Britain postpones decision on new coal mine

Looking north over Druridge Bay, area where the Highthorn will be built. (Image courtesy of Wikimedia Commons.)

The British government has delayed a decision on whether to allow a new open pit coal mine in Northumberland, in the country’s north east, without elaborating on the reasons that motivated such decision.

The county’s council granted permission in 2016 to developer The Banks Group to build its Highthorn surface mine, slated to extract 3 million tonnes of coal near Druridge Bay.

But the minister for local government, Sajid Javid, called for a public enquiry last year following environmentalists claims that the proposed mine would destroy Druridge Bay, an area of natural beauty. They also argued that extracting more coal contradicted international pledges to reduce greenhouse gas emissions under the Paris climate pact.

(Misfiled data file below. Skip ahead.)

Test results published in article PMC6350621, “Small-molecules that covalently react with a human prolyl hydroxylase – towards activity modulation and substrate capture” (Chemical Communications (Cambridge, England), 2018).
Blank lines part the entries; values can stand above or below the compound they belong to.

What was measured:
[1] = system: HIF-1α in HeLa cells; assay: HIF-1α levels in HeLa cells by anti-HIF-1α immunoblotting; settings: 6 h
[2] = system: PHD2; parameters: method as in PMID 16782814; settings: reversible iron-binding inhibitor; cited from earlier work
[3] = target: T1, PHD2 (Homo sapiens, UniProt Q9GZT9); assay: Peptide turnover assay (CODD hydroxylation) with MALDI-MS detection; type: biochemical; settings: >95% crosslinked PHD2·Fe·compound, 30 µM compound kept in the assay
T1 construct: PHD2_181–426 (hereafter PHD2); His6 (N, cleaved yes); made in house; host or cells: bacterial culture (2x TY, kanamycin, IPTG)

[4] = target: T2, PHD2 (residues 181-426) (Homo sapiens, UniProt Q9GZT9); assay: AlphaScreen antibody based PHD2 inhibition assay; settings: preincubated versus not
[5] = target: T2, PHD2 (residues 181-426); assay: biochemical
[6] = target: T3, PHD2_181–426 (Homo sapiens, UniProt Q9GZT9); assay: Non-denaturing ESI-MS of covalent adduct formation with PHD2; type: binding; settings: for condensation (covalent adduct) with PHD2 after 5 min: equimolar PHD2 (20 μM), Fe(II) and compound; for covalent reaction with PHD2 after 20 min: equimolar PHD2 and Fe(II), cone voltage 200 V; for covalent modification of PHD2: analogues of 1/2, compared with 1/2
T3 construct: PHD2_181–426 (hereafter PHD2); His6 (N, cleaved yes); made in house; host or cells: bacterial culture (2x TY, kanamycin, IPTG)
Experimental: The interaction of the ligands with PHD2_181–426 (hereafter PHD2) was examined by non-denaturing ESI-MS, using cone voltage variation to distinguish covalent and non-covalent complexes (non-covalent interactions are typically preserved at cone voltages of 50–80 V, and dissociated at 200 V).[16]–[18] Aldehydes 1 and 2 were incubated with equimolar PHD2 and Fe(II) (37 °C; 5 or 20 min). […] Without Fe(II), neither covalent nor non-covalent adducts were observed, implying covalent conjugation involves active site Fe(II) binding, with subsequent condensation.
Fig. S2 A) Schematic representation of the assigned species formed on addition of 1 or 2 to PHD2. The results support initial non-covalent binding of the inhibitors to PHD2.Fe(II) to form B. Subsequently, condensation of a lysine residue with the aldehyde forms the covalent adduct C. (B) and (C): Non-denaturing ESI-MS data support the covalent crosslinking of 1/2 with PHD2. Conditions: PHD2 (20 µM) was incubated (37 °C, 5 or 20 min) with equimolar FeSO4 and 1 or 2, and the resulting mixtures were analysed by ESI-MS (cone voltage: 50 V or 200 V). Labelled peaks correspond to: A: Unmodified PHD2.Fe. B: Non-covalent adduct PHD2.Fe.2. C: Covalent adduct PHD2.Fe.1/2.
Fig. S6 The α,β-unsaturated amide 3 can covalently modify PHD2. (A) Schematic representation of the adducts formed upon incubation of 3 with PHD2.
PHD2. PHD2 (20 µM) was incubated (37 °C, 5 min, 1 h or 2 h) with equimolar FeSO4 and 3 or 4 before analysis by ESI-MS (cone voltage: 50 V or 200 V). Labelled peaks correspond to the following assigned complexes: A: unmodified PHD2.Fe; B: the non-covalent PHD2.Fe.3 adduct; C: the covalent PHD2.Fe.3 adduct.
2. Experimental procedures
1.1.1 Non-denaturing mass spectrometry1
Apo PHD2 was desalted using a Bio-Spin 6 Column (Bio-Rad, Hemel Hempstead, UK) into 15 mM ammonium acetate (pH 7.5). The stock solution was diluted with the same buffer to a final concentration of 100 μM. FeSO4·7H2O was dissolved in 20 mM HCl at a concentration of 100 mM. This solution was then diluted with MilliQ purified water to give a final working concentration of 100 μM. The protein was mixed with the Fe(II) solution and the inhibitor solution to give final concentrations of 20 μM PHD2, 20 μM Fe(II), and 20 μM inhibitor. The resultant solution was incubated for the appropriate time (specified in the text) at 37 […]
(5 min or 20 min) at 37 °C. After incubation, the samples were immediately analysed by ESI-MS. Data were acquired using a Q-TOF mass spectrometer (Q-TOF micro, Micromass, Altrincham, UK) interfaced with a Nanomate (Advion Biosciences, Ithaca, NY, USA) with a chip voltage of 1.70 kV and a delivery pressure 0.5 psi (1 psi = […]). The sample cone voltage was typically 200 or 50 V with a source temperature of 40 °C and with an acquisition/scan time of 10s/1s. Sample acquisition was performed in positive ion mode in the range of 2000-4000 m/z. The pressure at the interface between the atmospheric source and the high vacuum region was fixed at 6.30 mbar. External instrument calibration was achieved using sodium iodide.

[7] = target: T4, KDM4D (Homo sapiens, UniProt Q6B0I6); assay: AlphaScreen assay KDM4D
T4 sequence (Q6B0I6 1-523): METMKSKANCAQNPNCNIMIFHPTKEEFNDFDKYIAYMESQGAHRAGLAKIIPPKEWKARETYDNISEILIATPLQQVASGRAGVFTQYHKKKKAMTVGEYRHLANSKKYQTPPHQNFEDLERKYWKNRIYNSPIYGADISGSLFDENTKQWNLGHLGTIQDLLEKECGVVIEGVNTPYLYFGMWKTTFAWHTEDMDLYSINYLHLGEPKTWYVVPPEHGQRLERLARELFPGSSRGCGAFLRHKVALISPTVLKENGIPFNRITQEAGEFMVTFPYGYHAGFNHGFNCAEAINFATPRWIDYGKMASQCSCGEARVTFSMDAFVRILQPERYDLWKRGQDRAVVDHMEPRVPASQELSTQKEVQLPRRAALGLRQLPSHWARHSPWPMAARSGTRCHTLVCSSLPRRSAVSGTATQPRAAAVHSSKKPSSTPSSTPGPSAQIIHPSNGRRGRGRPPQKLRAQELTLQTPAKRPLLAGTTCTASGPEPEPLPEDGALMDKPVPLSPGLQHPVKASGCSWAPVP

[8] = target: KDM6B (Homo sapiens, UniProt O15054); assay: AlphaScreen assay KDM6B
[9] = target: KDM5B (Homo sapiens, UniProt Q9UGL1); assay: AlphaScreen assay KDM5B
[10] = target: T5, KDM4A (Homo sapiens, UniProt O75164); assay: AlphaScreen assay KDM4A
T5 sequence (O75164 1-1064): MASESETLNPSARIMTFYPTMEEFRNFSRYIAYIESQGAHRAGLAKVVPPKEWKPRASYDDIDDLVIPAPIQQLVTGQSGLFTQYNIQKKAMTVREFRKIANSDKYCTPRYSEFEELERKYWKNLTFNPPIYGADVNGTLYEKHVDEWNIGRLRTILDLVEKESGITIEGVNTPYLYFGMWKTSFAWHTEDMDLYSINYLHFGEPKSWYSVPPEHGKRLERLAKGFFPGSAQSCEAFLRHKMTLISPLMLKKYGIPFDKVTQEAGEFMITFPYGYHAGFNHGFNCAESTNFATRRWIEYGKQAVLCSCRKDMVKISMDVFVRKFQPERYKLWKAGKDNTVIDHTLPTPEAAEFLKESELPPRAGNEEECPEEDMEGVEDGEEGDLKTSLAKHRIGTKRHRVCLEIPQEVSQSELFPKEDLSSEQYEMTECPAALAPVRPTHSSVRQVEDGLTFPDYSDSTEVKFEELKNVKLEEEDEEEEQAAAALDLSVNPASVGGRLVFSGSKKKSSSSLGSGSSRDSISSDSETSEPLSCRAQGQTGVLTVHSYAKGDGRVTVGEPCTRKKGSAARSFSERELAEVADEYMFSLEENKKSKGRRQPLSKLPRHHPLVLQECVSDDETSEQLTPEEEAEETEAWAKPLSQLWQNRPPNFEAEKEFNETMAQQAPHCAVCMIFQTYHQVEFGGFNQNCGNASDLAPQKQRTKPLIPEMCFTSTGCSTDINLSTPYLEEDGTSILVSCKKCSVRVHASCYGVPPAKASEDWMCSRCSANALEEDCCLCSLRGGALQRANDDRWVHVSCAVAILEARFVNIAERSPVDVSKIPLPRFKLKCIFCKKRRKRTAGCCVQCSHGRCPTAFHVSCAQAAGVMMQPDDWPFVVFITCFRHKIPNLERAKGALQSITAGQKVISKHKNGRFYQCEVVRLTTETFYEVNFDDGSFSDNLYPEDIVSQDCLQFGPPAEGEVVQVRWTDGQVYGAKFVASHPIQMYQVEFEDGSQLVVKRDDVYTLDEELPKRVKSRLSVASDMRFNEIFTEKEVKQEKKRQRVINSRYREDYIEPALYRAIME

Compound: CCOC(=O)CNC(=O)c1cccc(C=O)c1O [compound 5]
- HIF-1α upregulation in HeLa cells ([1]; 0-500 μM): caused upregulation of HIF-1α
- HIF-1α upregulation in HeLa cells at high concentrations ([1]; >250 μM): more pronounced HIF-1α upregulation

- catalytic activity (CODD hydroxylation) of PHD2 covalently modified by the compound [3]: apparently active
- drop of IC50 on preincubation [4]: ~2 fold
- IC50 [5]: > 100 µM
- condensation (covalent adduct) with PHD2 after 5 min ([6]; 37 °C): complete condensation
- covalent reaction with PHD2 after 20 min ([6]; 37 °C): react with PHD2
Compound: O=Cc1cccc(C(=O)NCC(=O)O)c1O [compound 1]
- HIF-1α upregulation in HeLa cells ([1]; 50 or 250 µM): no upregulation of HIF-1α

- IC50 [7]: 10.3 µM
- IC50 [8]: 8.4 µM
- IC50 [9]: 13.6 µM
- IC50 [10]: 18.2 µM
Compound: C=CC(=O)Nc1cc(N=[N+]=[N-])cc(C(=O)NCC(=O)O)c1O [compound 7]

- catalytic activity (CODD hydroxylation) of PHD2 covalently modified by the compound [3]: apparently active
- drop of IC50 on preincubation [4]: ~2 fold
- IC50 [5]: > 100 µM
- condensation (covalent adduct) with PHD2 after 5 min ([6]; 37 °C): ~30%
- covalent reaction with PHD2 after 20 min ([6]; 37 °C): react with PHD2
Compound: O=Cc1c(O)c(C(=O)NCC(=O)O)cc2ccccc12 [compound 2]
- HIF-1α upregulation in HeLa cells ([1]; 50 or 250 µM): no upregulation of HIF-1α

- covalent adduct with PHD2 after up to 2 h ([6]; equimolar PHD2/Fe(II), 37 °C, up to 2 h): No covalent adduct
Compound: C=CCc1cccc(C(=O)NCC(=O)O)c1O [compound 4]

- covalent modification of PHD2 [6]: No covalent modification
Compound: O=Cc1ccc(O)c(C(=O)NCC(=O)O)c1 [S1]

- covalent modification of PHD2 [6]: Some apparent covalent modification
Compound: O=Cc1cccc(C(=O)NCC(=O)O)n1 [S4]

Supporters say the company has vowed not to conduct any mining activity within 500 metres of the beach, adding the operation would create about 100 permanent jobs and generate almost 50 million pounds ($69 million) in related contracts and other benefits to the community.

The company expressed its disappointment over the news. “We now have no indication as to when the Secretary of State is going to decide whether we are to be allowed to proceed,” Community Relations Manager Jeannie Kielty said in a statement quoted by ELN. “All the while, we are continuing to receive enquiries from energy generation and industrial customers about when the site is going to be opening,” she said.